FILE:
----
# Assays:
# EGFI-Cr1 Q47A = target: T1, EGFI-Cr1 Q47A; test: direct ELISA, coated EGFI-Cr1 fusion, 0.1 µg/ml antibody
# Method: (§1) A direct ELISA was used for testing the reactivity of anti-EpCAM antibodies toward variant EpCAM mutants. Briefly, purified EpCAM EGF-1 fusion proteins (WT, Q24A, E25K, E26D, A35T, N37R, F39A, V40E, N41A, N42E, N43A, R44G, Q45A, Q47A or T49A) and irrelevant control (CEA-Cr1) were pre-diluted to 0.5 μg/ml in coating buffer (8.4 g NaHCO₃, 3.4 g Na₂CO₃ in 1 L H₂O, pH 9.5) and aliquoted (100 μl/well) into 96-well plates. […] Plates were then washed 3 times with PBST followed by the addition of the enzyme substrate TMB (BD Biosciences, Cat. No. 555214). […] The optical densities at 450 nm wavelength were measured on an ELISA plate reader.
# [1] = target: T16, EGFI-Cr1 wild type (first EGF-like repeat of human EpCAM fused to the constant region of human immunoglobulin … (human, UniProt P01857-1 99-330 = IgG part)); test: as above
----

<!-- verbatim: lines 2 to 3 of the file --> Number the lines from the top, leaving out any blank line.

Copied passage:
# EGFI-Cr1 Q47A = target: T1, EGFI-Cr1 Q47A; test: direct ELISA, coated EGFI-Cr1 fusion, 0.1 µg/ml antibody
# Method: (§1) A direct ELISA was used for testing the reactivity of anti-EpCAM antibodies toward variant EpCAM mutants. Briefly, purified EpCAM EGF-1 fusion proteins (WT, Q24A, E25K, E26D, A35T, N37R, F39A, V40E, N41A, N42E, N43A, R44G, Q45A, Q47A or T49A) and irrelevant control (CEA-Cr1) were pre-diluted to 0.5 μg/ml in coating buffer (8.4 g NaHCO₃, 3.4 g Na₂CO₃ in 1 L H₂O, pH 9.5) and aliquoted (100 μl/well) into 96-well plates. […] Plates were then washed 3 times with PBST followed by the addition of the enzyme substrate TMB (BD Biosciences, Cat. No. 555214). […] The optical densities at 450 nm wavelength were measured on an ELISA plate reader.